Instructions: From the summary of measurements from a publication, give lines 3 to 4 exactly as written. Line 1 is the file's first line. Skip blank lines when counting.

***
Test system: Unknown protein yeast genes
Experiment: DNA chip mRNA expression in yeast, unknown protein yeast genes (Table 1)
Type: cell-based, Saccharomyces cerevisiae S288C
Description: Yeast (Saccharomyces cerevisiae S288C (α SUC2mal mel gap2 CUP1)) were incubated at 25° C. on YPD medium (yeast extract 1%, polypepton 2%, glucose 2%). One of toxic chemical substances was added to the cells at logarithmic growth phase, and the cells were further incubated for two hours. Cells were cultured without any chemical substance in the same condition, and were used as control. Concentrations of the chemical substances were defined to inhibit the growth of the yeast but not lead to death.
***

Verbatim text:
Type: cell-based, Saccharomyces cerevisiae S288C
Description: Yeast (Saccharomyces cerevisiae S288C (α SUC2mal mel gap2 CUP1)) were incubated at 25° C. on YPD medium (yeast extract 1%, polypepton 2%, glucose 2%). One of toxic chemical substances was added to the cells at logarithmic growth phase, and the cells were further incubated for two hours. Cells were cultured without any chemical substance in the same condition, and were used as control. Concentrations of the chemical substances were defined to inhibit the growth of the yeast but not lead to death.